Community College Report Identifies Reform Goals

Article excerpt

As part of its goal to revive the United States economy, one of the Obama administration's first initiatives was to set a goal for the nation to have the highest proportion of college graduates in the world to produce a workforce that can compete globally.

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In 2008, when Obama was elected, the nation ranked 12th among industrial nations in postsecondary attainment --with 39 percent of its citizens ages 25-34 having an associate degree or higher education. Since then, the public and private sectors have undertaken numerous efforts to create and carry out what has become known as the College Completion Agenda. Notably, the Lumina Foundation set a goal of increasing the percentage of the population in the target age range to 60 percent by 2025.

Various entities and institutions have put forth ideas on how to accomplish that, but a comprehensive approach has yet to emerge. A new report, The College Completion Agenda: Practical Approaches for Reaching the Big Goal: New Directions for Community Colleges, Number 164, by Brad C. Phillips and Jordan E. Horowitz, is the 164th volume of the Jossey-Bass higher education quarterly report series.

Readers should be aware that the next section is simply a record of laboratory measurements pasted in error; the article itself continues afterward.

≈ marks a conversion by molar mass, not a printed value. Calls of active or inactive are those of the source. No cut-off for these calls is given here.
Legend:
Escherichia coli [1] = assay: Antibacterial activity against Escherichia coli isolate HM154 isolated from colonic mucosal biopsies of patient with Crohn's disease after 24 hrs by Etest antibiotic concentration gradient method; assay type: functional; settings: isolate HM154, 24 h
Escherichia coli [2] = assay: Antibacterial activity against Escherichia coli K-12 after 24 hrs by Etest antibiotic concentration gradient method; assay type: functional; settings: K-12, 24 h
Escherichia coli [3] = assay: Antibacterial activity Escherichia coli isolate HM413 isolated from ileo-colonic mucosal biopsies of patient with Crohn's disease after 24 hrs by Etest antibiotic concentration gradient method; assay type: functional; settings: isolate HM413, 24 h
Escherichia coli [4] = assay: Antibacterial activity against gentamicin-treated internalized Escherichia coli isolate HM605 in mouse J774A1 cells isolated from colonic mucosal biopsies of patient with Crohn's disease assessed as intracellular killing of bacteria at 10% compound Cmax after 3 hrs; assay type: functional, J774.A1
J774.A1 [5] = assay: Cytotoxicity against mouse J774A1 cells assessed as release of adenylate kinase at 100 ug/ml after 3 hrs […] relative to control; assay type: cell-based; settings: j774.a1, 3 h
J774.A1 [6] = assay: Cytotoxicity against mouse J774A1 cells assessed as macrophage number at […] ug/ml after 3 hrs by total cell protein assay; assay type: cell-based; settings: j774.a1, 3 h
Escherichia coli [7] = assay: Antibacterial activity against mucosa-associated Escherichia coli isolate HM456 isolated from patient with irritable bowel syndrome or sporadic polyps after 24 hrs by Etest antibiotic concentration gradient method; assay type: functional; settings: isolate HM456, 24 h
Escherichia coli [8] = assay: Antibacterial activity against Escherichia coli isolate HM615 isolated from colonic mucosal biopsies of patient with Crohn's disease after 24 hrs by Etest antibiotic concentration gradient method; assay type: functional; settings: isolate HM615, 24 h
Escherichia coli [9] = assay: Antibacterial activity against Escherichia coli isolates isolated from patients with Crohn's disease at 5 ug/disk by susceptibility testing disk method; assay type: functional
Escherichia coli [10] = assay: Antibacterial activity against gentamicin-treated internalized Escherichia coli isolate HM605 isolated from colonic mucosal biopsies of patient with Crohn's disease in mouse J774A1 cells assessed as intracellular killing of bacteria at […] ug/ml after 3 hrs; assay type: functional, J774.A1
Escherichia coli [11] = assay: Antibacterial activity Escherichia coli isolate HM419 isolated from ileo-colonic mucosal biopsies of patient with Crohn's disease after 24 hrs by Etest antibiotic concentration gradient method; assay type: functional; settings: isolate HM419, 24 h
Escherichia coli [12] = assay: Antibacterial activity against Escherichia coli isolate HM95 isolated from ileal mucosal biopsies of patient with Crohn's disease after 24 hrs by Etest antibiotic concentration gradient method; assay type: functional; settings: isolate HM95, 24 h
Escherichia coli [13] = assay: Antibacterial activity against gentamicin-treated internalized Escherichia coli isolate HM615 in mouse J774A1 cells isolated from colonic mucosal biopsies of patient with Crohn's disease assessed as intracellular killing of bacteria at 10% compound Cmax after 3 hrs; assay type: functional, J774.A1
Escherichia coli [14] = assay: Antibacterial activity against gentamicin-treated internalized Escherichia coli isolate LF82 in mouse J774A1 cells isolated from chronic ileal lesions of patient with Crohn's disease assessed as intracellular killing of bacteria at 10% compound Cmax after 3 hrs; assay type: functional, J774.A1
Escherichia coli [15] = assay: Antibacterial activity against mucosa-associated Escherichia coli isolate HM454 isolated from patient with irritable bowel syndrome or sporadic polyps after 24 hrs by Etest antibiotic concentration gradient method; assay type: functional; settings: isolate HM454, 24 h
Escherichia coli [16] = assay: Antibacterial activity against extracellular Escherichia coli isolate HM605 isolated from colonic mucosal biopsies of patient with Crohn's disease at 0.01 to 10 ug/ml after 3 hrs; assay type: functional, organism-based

The report describes specific strategies and solutions to ensure that students not only go to college, but also finish with skills and credentials. It focuses on community colleges as the sector of education that will bear much of the burden for producing work-ready graduates and preparing students for four-year colleges. A foreword by Walter G. Bumphus, president and CEO of the American Association of Community Colleges, sets the context, tracing the evolution of the College Completion agenda and acknowledging the challenges facing educators in community colleges. Bumphus says this book "reflects a spirit of reform."

"Through thoughtful and informed analysis of and potential solutions ... the authors further advance understanding among community college practitioners and stakeholders," he writes.

The book includes seven chapters by experts who examine issues, practices, solutions and experiences encountered along the journey to advancing the completion agenda.

* Byron N. McClenney, national director of leadership coaching for Achieving the Dream (ATD), reflects on the role of leadership in changing the internal culture to focus on student success and completion, based on ATD leadership coaches' observations over nearly a decade of work with community colleges. (ATD is a national nonprofit that is dedicated to helping more community college students stay in school and earn a certificate or degree. …